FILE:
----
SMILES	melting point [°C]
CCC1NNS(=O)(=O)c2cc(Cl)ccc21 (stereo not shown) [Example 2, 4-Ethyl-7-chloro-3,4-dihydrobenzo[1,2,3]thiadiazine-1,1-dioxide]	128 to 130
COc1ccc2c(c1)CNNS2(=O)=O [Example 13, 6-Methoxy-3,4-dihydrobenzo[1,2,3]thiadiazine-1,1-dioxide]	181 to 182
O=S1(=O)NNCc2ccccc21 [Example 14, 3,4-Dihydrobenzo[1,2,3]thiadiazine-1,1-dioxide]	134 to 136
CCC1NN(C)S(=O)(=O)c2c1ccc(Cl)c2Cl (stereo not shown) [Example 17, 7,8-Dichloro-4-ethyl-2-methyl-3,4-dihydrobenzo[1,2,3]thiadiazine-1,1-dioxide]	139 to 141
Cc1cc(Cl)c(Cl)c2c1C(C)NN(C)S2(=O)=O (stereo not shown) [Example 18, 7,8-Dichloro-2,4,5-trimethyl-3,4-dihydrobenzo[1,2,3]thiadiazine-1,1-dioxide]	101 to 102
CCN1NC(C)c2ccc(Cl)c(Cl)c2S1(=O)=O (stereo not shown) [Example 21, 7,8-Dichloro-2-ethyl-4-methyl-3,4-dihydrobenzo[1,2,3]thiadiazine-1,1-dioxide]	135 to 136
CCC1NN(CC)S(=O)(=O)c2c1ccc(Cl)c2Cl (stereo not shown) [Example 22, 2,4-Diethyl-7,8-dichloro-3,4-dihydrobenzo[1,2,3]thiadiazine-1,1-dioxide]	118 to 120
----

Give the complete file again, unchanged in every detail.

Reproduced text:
SMILES	melting point [°C]
CCC1NNS(=O)(=O)c2cc(Cl)ccc21 (stereo not shown) [Example 2, 4-Ethyl-7-chloro-3,4-dihydrobenzo[1,2,3]thiadiazine-1,1-dioxide]	128 to 130
COc1ccc2c(c1)CNNS2(=O)=O [Example 13, 6-Methoxy-3,4-dihydrobenzo[1,2,3]thiadiazine-1,1-dioxide]	181 to 182
O=S1(=O)NNCc2ccccc21 [Example 14, 3,4-Dihydrobenzo[1,2,3]thiadiazine-1,1-dioxide]	134 to 136
CCC1NN(C)S(=O)(=O)c2c1ccc(Cl)c2Cl (stereo not shown) [Example 17, 7,8-Dichloro-4-ethyl-2-methyl-3,4-dihydrobenzo[1,2,3]thiadiazine-1,1-dioxide]	139 to 141
Cc1cc(Cl)c(Cl)c2c1C(C)NN(C)S2(=O)=O (stereo not shown) [Example 18, 7,8-Dichloro-2,4,5-trimethyl-3,4-dihydrobenzo[1,2,3]thiadiazine-1,1-dioxide]	101 to 102
CCN1NC(C)c2ccc(Cl)c(Cl)c2S1(=O)=O (stereo not shown) [Example 21, 7,8-Dichloro-2-ethyl-4-methyl-3,4-dihydrobenzo[1,2,3]thiadiazine-1,1-dioxide]	135 to 136
CCC1NN(CC)S(=O)(=O)c2c1ccc(Cl)c2Cl (stereo not shown) [Example 22, 2,4-Diethyl-7,8-dichloro-3,4-dihydrobenzo[1,2,3]thiadiazine-1,1-dioxide]	118 to 120